Progress doesn’t always feel like progress… it rarely comes in leaps and bounds, though at times it goes skipping and is usually found on indirect, untrodden paths. Sometimes, a lot of times, it’s all most of us can do to keep putting one foot in front of the other, yet inevitably, eventually, we look up and turn around and realize we’re not where we were anymore; the ground feels different beneath our feet, the climate, the people, the situations and surroundings have changed.
It’s the silent slip between season to season, when you blink after your first month parenting and your newborn is suddenly sprouting teeth, saying your name and taking first steps, then starting school, and then losing those teeth that seemed to have just sprouted only days before, skinned knees and blooming soul. It’s what happened when my child was rocking in my arms nursing one day, then rocking in my arms never to move again the next- and before I’ve known, and far beyond when I’d ever chosen it, the feeling of that weight in my lap has become less familiar than the weight of the emptiness that’s slowly taken over it’s place.
And I hate it. I want to claw at time itself and pull that feeling back to me, then pull even harder and put all that distance behind me for a moment until I can reach one of the Neverland moments of the cool, downy feel of his hair on my cheek, the warm, salty-sweet scent of awakening from his milk-drunk sleep, the way my finger and thumb would wrap around his delicious thigh as the other wrapped around his head, swaying in quiet rest, heart to heart in peaceful resolve. Those moments in time, like all others, only last for exactly that long before another child comes crashing in, before the phone rings and I’m late for an appointment but just couldn’t wake him because gawd, I’m so tired and he hasn’t napped properly in days.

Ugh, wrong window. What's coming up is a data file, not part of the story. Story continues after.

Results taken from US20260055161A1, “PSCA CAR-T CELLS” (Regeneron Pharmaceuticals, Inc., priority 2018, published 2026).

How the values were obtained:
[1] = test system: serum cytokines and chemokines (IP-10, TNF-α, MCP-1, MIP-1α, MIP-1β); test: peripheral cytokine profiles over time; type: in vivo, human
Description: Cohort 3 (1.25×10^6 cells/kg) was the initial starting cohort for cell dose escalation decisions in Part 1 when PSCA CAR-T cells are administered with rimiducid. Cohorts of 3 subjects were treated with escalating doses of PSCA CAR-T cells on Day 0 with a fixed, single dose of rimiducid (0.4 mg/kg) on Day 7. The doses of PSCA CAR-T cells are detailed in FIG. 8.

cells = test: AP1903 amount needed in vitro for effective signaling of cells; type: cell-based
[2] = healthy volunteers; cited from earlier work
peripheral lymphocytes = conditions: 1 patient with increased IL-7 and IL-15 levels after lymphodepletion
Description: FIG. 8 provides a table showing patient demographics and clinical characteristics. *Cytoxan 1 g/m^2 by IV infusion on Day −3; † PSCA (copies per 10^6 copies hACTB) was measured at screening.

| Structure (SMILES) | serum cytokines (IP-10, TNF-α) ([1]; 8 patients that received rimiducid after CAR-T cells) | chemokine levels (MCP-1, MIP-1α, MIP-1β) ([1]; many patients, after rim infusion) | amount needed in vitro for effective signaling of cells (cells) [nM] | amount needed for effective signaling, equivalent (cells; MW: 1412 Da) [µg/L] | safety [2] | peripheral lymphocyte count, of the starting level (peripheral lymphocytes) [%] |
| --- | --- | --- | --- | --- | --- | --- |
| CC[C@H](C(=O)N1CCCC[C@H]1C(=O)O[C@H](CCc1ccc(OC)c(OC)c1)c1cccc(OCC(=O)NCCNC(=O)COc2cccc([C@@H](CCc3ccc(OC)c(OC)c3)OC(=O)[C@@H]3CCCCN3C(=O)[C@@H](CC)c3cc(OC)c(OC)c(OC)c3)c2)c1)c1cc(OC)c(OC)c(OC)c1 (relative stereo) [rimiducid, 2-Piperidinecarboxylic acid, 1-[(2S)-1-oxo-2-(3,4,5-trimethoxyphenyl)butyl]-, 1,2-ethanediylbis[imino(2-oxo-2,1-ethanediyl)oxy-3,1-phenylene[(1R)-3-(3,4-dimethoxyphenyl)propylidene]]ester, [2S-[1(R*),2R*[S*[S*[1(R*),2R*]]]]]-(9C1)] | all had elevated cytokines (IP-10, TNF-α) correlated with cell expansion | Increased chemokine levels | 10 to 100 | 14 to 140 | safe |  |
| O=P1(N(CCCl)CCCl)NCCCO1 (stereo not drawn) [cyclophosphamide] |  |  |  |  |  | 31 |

They’re just moments. That’s all we get.
And somehow, the moments stack up with each step and become memories, and the places we’ve set our path become our past. I’ve found that time flies by particularly quickly during the times it feels like I’ve just got to keep my head down and focus on each step- like the first year of parenting or when I moved across the country, when I began school again, when I’ve experienced loss or any other big life changes… My instinct, and I have a feeling that of many others’, tends to be to fold inward and watch my footing as a trip along an unsure path I’ve been thrust upon… I forget to look up, and when I finally do, things have changed- and I have, too.
The thing is that all those exhausted moments, all those times things don’t go right and I’ve had to hit another learning curve full speed, those times I’ve felt my heavy head and heart is too weary to go on- that’s when I need to take the sign that I’ve been down too long and when I need to look up the most. I need to see the trees growing every which way toward the sun, to see and reach out to my friends who have been caught in their own paths and need the reconnection as much as I do- but someone has to make the move.